League-newcomers Nam Dinh travelled to Thong Nhat Stadium in a game that Sai Gon simply had to win. No ifs, no buts, no maybes. Sai Gon had to win this. Nam Dinh were never going to set up in such a way that gave Da Sylva & Co loads of room moving forward, so it was going to be a tight-knit affair from the get-go. Halftime arrived and nobody had broken the deadlock. A draw wasn’t enough for Sai Gon, however, it would suit Nam Dinh down to the ground.

Don’t get me wrong, Sai Gon looked the more likely, it seemed that Nam Dinh had done just enough, though. That was until Le Quoc Phuong popped up in the first minute of stoppage time to send the home fans wild! It was an invaluable goal and one that could prove extremely decisive come the end of the season. Final score: Sai Gon 1-0 Nam Dinh.

Missed Opportunities & A Bad-Tempered End

Our penultimate game is another game at Thong Nhat Stadium. FLC Thanh Hoa were the visitors this time out. For the first time in this recap, Sai Gon conceded the first goal of the game. That came from Hoang Dinh in minute fourteen of the game. It wasn’t as important as the Nam Dinh game, nevertheless, the coaching staff would’ve viewed this game as a chance to get a point. Not the best of starts.

It should’ve taken an upwards turn ten minutes before the break when Sai Gon were awarded a penalty. Chance wasted. I’d love to tell you who missed it, but I’m only working off one website and it doesn’t tell me who it was. I’m going with Da Sylva. Bad miss from Da Sylva. Perhaps. FLC Thanh Hoa saw the game out in the second-half without a great deal of fuss – minus the red card. Sai Gon’s Ngo and Thanh Hoa’s Faye both got a straight red card in stoppage time following a fracas. Final score: Sai Gon 0-1 FLC Thanh Hoa.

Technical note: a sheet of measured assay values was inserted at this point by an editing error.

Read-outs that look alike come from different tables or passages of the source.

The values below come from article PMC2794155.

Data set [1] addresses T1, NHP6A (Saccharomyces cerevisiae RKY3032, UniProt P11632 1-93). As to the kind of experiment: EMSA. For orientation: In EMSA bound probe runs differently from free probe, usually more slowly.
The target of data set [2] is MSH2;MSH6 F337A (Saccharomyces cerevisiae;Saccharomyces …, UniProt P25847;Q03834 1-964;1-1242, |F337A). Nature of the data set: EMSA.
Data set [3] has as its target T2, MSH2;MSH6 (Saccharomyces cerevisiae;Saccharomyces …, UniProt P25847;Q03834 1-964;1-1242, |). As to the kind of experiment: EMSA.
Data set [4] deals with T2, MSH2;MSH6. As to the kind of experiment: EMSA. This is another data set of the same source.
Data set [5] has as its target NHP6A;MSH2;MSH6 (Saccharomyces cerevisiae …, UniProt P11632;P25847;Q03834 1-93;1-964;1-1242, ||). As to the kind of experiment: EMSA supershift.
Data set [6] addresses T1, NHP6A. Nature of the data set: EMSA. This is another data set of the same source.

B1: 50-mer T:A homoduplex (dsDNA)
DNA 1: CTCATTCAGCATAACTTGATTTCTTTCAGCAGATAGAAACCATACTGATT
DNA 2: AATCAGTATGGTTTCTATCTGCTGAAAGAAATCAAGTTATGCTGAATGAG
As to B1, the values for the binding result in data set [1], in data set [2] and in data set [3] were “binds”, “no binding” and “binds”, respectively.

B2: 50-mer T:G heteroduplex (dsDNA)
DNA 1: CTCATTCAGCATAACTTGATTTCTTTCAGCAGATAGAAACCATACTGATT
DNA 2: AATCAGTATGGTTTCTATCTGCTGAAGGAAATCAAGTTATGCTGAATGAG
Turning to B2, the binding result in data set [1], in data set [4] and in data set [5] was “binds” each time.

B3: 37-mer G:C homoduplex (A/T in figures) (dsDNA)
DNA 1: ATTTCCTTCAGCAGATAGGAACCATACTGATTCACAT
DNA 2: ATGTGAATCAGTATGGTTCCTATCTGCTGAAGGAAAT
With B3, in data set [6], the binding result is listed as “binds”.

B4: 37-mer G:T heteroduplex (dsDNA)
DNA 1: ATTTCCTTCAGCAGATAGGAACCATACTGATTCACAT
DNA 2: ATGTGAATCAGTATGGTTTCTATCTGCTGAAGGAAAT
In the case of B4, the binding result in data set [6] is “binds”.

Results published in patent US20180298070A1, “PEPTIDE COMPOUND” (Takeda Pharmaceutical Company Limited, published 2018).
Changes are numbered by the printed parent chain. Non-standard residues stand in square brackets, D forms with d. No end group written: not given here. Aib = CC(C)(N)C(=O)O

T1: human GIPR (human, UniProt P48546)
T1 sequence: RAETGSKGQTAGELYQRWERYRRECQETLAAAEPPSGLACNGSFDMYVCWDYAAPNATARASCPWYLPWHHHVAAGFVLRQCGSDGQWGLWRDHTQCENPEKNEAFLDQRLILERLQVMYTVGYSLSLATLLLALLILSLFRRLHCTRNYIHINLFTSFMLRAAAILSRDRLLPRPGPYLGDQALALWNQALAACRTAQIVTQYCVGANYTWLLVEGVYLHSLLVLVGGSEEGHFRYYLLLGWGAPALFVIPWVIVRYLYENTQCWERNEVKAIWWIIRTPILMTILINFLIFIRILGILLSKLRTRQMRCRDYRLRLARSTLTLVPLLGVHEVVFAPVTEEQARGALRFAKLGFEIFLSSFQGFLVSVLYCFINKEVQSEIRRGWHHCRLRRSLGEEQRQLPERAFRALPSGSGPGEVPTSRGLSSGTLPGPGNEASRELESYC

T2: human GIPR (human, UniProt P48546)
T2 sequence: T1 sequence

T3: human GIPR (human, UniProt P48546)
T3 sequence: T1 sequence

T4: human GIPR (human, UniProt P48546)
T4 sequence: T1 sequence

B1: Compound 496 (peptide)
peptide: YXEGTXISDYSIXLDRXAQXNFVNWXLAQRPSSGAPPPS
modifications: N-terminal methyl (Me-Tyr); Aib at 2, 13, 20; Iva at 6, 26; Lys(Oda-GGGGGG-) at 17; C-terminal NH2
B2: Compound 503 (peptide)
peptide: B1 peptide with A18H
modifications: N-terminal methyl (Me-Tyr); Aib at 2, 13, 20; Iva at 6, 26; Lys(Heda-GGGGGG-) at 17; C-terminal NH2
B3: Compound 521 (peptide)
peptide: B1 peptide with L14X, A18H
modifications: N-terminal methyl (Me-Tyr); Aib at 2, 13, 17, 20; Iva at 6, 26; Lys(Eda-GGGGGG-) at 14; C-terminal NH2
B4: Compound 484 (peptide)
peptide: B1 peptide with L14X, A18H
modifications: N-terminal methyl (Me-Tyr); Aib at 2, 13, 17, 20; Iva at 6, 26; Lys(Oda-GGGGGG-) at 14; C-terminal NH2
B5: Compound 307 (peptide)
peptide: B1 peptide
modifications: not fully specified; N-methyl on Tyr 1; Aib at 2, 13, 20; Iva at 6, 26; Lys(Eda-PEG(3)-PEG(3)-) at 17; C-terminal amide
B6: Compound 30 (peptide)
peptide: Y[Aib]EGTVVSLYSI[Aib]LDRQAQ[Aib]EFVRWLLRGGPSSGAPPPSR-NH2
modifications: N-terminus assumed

Toure Trounces Sai Gon

One of the better sides in the league, Sanna Khanh Hoa, were Sai Gon’s last opponents. I’ve watched them a few times recently and they seem to be going from strength to strength. Youssouf Toure, who is a tireless worker, gave Sanna Khanh the lead two minutes before the break. Not many would expect a response from Sai Gon. Respond they did, though. Kizito, who has recently arrived from Than Quang Ninh got the away side level on the stroke of halftime.

As with the SLNA game, keep it tight for the first ten minutes. Done. Two minutes later, penalty conceded, 2-1. Not good. Sanna Khanh Hoa are a strong, powerful side and it’s no shock that they kept Sai Gon at bay for the rest of the game. Recap over. One win, four losses. Hardly surprising that they’re at the foot of the table.

Hot & Cold Would Be An Understatement

In contrast to the reverse fixture, the last time I watched Sai Gon, they beat SLNA 2-1 (that was the 9th of June). Let’s have a look at what the stats tell us from that game. It was a tight game in the first-half, yet it was one that Sai Gon dominated with 59% possession and more shots on & off goal. It was much the same in the second-half, SLNA turned it up a notch, mind.

A set piece would be Sai Gon’s undoing as a corner was converted with a towering header. 1-0 to SLNA. As I said, a complete reverse. A well-worked moved from a throw-in saw Sai Gon draw level with fourteen minutes of normal time remaining. I can’t be sure, but looking at the data I collected, it seems that Sai Gon’s winner came from a set piece as well.

It was a bizarre old half as Sai Gon only had two efforts on target in the second-half and had 36% of the ball. Without trying to sound cliche, it really was a game of two halves.

The stats from that game show that Sai Gon can do it the hard way when required. They’re running out of time, though. There are seven games left. It’s not over by a long shot. It’d be a good idea for them to start bucking their ideas up, mind you.

Closing Arguments

I don’t expect Sai Gon to drop out of the V-League as there are teams worse than them in the league. One thing is for sure, though, they need to keep hold of a lead. If I was a betting man and luckily I am, I’d be backing Sai Gon to get a positive result against Can Tho at the weekend. They’re second bottom. Massive game. What that also means is Can Tho are the next team I’ll be featuring. Unfortunately, that’ll have to wait until tomorrow.

Until the next time.